Nigel Harvie, the solicitor fined a record £305,000 by the Solicitors Disciplinary Tribunal  (SDT) last month, argued that he was motivated by a “desire to help”, it has emerged.
Mr Harvie took control of a vulnerable old woman’s house in return for paying her care and living expenses, in what the tribunal said was a serious breach of trust. The previous highest fine for a solicitor was £40,000.
In the newly published full text of its judgment , the tribunal, chaired by former Law Society council member Richard Hegarty, said: “The general public would be horrified by what had occurred.”
The tribunal went on: “A senior solicitor took unfair advantage of a vulnerable and very elderly lady and effectively deprived her estate of her house for a knockdown price.”
In mitigation, Mr Harvie’s solicitor-advocate, Ian Ryan from Howard Kennedy, argued that the solicitor had entered into the financial arrangement with the woman, referred to as Mrs S and now deceased, for the “best of motives”.
The SDT heard: “He accepted his error in not insisting that Mrs S take independent advice and so he had acted in conflict or risk of conflict of interest but his motives were at all times honourable; he intended to help her and at some point matters went wrong.
“The respondent accepted the finding that he took unfair advantage but that was not his intention when he entered the financial arrangement.”
The SDT heard how the investigation by the Solicitors Regulation Authority arose out a complaint from a member of the public about Mr Harvie’s conduct towards the woman, who had no surviving relatives in this country.
Mr Harvie drew up Mrs S’s will, naming himself and a friend of hers as executors. Before her death, he entered into a “financial arrangement” with her, to pay initially for her household expenses, mainly council tax and later care costs. In return he gradually took control over her house.
Mr Harvie’s solicitor-advocate described the financial arrangement as “very much in Mrs S’s interests” and said Mr Harvie was now 73, and had retired in 2012.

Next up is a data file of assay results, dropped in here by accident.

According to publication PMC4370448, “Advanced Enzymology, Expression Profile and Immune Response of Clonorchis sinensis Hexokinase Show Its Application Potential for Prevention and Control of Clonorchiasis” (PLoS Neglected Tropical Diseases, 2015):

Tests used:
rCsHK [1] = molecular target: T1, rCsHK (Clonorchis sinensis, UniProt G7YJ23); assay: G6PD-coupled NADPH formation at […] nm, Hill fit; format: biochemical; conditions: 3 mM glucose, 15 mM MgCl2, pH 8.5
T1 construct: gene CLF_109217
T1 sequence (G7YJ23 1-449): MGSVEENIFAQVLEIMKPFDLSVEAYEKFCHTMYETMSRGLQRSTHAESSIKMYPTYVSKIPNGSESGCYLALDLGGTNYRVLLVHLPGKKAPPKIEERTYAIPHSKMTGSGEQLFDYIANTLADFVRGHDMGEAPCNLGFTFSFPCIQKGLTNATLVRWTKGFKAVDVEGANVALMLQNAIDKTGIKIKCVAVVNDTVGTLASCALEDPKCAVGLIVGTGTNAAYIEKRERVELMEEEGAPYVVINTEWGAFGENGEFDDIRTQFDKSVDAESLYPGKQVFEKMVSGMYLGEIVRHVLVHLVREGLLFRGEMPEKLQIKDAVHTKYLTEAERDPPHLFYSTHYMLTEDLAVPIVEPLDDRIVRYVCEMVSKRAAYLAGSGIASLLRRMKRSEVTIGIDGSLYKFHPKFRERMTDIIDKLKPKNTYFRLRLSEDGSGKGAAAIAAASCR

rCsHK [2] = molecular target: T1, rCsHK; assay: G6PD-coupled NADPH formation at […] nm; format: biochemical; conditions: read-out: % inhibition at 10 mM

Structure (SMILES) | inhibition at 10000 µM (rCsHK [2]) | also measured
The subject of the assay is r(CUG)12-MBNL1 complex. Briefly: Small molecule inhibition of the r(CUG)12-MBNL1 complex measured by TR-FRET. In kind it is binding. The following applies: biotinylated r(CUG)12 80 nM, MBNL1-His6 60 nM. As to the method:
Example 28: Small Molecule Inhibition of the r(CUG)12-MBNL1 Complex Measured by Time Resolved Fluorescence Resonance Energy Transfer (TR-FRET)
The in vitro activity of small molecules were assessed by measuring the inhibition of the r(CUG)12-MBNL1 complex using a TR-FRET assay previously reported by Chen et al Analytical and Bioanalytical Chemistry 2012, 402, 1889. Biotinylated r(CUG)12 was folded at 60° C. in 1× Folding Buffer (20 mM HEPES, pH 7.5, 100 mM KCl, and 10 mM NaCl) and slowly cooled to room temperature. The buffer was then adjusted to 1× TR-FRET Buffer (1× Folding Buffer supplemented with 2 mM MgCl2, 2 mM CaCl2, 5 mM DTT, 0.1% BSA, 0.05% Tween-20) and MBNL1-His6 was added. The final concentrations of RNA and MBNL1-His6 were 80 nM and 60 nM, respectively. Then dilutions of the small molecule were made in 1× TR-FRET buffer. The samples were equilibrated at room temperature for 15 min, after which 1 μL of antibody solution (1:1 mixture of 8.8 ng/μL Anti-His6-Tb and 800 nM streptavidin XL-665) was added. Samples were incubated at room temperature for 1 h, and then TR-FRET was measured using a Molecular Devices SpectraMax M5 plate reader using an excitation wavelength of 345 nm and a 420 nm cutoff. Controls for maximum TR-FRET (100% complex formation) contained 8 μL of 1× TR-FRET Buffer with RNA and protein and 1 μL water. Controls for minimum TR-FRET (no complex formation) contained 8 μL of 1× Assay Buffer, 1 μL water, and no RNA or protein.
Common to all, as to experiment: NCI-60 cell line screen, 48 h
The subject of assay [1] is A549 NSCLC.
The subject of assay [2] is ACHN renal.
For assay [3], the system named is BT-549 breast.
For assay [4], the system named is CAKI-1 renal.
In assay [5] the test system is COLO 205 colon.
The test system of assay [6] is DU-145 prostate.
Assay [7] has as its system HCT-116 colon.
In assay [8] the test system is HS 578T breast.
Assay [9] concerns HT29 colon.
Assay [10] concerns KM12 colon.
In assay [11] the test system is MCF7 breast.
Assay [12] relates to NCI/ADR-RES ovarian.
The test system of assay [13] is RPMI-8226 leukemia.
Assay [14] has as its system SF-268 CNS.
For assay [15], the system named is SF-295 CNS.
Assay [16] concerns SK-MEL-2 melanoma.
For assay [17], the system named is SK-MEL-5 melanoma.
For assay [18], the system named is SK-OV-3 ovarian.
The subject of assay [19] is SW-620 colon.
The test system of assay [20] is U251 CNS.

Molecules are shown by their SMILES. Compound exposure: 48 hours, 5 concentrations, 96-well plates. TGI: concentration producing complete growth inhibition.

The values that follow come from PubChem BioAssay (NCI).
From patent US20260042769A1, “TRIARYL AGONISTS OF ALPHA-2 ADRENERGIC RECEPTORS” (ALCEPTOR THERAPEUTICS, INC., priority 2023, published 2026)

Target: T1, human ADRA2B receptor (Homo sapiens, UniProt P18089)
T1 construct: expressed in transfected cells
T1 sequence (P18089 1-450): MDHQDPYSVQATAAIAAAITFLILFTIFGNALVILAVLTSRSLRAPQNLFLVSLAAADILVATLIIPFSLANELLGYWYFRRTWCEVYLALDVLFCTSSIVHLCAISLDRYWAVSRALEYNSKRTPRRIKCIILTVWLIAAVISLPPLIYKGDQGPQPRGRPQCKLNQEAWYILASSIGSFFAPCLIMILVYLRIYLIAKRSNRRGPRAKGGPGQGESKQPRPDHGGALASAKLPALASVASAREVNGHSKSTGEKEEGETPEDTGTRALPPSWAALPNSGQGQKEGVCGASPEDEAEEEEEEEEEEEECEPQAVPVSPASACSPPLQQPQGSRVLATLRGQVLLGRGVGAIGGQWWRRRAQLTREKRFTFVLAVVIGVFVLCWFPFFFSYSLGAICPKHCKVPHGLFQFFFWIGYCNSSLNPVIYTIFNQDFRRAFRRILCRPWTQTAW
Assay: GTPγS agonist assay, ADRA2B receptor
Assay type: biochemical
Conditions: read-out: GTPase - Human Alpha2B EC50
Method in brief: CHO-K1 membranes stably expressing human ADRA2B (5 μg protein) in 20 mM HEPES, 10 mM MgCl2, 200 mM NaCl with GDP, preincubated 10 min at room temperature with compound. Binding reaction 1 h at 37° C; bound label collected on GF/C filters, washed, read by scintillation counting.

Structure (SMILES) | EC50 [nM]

“He had no practising certificate and was adamant that he did not intend to practise in the future.
“This was a sad end to an otherwise distinguished career for someone with an unblemished record. The respondent was very proud of being a solicitor and his reputation was now tarnished.”
Mr Ryan argued that what Mr Harvie had done had been for the benefit of a charity to provide assisted housing. Although “it was accepted that the property was now owned by an English company that was not a charity”, initially the intention had been that any benefit would go to charity.
“Regarding damage to the profession, Mr Ryan submitted when one looked at all the circumstances the respondent’s reason for being involved in the arrangement arose from a desire to help and he had fallen into error thereafter. There was no allegation of dishonesty or lack of integrity against him.”
Mr Ryan admitted that a “financial penalty would be appropriate”, but said Mr Harvie’s financial position as pensioner should be taken into account when assessing the fine and costs.
The SDT disagreed. It ruled that although the financial arrangement provided Mrs S with “a vehicle by which she could stay at home”, this was “greatly offset” by the fact that the money paid out bore “no relation to what he ultimately extracted from the arrangement”, obtaining the house for “less than half its probate value and all without independent legal advice”.
The SDT concluded: “This was a case where the most fundamental purpose of sanction, that of maintaining the reputation of the solicitor’s profession, must be uppermost.”
It gave Mr Harvie a year to pay the fine, given its size and the possibility that property might have to be realised in order to pay it.